Shadowcon Reviews: Transformers Prime season 2 episode 15: “Toxicity”
While “Triangulation” may have been the strongest in terms of overall consistency and balance, “Toxicity” is the strongest character episode of the four, as it focuses solely on Bulkhead and relates everything back to him. This episode’s pacing might not be the best, but having the relic be affecting not just the plot but also the characters is I think what this whole thing should have been about in the first place.
We begin with Megatron, asking his Insecticon hive if they have any pro wrestlers in their ranks, and being that these guys are the most lethal fighting force created in the series next to the Predacons, that’s a pretty tall order. The one who comes forward is Hardshell, an all-too-forgettable character, made awesome merely by his voice actor, David Kaye, who voiced Megatron on Beast Wars and is notorious for his phrasing of “yesss”. We haven’t seen the Insecticons in action since the first episode of this arc, and that was merely one taking on two Autobot scouts. Having three dispatched to deal with Bulkhead promised a lot more, and delivered… sort of.
Bulkhead departs for the equator. There’s a kind of half-assed attempt at making all of these episodes center around the Earth’s different temperaments: “Tunnel Vision” was totally urban, “Triangulation” revisited the Antarctic, “Triage” was set in the wilderness during sunset and night, and this episode is set in a very hot and musky climate. A thin layer of bridging the episodes together thematically, but I did notice it, and thought it noteworthy, and hell I’ll do anything to pad out these reviews! Anyway, he’s having trouble locating the relic. I particularly like how he has to call up base not two minutes into his search, complaining that he can’t find it. Poor guy. He didn’t even get one of those handy tracking devices like Arcee or Ratchet had, so he’s stuck just wandering around until he chances upon it.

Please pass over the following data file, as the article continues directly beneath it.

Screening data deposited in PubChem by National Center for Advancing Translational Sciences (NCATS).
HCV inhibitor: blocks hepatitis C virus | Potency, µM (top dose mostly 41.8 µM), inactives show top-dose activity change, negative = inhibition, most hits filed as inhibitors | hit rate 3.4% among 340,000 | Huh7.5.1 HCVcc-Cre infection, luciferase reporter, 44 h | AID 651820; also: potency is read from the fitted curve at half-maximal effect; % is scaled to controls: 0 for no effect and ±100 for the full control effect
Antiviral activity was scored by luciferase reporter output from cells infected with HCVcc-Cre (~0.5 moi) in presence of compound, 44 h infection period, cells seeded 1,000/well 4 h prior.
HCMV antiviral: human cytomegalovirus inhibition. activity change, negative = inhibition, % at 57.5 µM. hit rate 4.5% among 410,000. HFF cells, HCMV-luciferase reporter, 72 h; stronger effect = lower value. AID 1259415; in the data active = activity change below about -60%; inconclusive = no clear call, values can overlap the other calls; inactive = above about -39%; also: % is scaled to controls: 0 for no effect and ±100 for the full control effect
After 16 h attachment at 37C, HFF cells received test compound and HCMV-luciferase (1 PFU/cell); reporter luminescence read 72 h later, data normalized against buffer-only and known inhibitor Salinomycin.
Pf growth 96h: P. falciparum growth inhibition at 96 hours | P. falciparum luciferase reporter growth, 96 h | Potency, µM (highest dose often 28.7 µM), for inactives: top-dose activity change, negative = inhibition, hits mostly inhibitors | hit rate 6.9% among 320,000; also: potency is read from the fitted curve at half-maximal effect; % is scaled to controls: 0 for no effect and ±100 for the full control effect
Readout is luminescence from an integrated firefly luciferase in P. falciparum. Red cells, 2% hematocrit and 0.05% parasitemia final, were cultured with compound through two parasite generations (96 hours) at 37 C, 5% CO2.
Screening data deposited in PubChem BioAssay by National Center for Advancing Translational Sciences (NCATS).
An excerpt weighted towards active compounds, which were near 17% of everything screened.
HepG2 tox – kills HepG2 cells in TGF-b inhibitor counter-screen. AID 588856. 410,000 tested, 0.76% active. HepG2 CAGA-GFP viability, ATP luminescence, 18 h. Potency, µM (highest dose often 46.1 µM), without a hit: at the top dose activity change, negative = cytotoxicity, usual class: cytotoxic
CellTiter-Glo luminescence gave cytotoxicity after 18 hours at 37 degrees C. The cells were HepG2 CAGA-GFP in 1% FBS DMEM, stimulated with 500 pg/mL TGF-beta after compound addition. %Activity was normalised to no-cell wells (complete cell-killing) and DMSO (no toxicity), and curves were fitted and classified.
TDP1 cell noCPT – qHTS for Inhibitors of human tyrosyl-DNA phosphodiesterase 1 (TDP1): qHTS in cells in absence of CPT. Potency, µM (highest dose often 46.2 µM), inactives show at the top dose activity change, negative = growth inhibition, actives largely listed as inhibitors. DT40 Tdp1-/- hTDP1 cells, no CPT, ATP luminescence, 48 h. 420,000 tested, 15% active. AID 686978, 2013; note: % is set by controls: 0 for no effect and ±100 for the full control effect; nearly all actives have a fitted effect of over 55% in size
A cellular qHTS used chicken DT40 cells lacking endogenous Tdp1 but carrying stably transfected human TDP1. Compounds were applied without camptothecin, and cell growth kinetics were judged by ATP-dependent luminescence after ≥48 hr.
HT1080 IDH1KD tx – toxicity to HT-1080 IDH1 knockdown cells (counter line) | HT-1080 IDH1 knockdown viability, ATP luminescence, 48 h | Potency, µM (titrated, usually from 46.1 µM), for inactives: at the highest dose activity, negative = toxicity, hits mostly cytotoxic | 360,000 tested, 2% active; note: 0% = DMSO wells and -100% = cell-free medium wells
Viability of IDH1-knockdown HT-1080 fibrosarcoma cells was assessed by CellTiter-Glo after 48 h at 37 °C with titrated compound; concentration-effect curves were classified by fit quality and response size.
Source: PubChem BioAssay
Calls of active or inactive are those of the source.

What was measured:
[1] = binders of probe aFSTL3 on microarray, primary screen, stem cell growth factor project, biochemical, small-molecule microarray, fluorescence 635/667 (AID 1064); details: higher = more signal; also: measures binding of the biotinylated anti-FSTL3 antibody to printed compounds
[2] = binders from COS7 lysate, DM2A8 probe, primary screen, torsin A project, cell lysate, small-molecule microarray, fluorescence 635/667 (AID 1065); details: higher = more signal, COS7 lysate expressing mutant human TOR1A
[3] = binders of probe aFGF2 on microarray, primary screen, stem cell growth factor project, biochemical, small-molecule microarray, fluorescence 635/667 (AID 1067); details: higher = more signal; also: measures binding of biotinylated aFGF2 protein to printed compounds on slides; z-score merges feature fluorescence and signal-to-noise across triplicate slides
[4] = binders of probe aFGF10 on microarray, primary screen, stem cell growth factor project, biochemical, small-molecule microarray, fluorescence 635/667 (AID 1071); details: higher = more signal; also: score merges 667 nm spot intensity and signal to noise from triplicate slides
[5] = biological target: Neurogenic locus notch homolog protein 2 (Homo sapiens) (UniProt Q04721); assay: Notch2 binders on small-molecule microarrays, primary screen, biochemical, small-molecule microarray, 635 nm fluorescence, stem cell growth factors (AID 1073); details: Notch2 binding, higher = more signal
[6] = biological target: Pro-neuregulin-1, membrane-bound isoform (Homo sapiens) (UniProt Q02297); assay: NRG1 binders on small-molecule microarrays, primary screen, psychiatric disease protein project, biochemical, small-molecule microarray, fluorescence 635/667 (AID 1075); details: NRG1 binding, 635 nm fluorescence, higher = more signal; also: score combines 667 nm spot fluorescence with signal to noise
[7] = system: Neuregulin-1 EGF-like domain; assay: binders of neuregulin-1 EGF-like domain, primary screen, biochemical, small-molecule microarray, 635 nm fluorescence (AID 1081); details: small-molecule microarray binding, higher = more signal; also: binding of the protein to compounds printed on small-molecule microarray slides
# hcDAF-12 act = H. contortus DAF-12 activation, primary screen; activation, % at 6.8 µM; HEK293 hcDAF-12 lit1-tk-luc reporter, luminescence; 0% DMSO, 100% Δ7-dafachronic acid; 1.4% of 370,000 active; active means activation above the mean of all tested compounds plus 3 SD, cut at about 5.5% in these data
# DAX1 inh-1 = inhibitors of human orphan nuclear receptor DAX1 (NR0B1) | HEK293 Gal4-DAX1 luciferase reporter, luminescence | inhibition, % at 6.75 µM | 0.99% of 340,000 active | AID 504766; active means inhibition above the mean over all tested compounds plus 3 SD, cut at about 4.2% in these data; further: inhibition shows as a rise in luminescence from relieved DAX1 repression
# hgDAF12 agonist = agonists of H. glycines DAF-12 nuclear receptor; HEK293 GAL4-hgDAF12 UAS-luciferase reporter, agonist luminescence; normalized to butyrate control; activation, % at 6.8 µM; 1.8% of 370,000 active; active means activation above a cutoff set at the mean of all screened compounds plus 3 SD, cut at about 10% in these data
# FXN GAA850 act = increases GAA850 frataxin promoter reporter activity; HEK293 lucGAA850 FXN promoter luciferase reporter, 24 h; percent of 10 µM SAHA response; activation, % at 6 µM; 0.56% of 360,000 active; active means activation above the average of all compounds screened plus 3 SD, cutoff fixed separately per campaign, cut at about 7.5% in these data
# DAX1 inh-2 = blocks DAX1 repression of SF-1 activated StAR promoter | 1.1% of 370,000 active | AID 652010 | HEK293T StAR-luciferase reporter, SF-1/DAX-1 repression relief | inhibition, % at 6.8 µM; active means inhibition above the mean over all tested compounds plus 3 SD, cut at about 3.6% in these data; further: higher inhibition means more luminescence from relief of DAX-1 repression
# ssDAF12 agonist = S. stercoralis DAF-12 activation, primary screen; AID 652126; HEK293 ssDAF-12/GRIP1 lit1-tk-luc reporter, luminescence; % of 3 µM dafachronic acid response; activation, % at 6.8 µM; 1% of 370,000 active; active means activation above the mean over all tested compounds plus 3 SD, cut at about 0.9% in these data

Being that the relics were sent to Earth long ago, it would make sense that they would get swept up in all the changing that the Earth has undergone since then, and I like that they addressed that this episode. It brings everything back to a grounded realistic interpretation of what’s going on with the Transformers stuff in relation to the real world, which was something that tended to get buried under all the baggage of this season. Hardshell and his lackeys find and attack Bulkhead, and the first of two big fights this episode begins. This is admittedly a rather disappointing exchange of blows. Bulkhead’s never been my favorite fighter. His brawn and weight do wonders in concert with the rest of the team, but on his own, he just comes off as clumsy. Still, he does manage to do pretty good damage to the bug ‘Con, and after knocking him out, Bulkhead hauls ass out of there, knowing that if continuity is anything, Hardshell will just wake up and be totally invincible!
Bulkhead figures that the relic could have been carried away from the coordinates by some lava flow, and contacts base to fill them in on his status. It’s at this point that we get the first in a long string of scenes that just serve to reinforce the fact that all of the other T-Arc episodes are happening at the same time. This one’s not too bad, but it get’s worse from here. As Raf tells Ratchet of the virus’ status from last episode, Fowler and Bulkhead discuss the relic, interspersed with a good amount of characteristic dialogue: